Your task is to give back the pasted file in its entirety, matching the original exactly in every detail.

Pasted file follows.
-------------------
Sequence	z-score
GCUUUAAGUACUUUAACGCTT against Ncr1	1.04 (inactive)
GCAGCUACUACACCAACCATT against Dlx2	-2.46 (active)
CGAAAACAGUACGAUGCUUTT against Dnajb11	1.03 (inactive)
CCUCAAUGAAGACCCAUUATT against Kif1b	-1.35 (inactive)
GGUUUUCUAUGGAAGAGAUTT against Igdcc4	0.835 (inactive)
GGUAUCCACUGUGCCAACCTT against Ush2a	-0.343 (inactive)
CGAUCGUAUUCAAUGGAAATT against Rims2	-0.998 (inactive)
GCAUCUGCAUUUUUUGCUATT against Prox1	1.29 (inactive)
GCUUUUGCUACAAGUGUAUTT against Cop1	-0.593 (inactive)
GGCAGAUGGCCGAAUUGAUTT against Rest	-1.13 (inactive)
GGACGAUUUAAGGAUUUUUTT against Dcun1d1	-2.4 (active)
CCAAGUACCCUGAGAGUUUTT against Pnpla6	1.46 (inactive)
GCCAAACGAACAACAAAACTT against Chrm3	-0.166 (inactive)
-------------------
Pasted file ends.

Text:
Sequence	z-score
GCUUUAAGUACUUUAACGCTT against Ncr1	1.04 (inactive)
GCAGCUACUACACCAACCATT against Dlx2	-2.46 (active)
CGAAAACAGUACGAUGCUUTT against Dnajb11	1.03 (inactive)
CCUCAAUGAAGACCCAUUATT against Kif1b	-1.35 (inactive)
GGUUUUCUAUGGAAGAGAUTT against Igdcc4	0.835 (inactive)
GGUAUCCACUGUGCCAACCTT against Ush2a	-0.343 (inactive)
CGAUCGUAUUCAAUGGAAATT against Rims2	-0.998 (inactive)
GCAUCUGCAUUUUUUGCUATT against Prox1	1.29 (inactive)
GCUUUUGCUACAAGUGUAUTT against Cop1	-0.593 (inactive)
GGCAGAUGGCCGAAUUGAUTT against Rest	-1.13 (inactive)
GGACGAUUUAAGGAUUUUUTT against Dcun1d1	-2.4 (active)
CCAAGUACCCUGAGAGUUUTT against Pnpla6	1.46 (inactive)
GCCAAACGAACAACAAAACTT against Chrm3	-0.166 (inactive)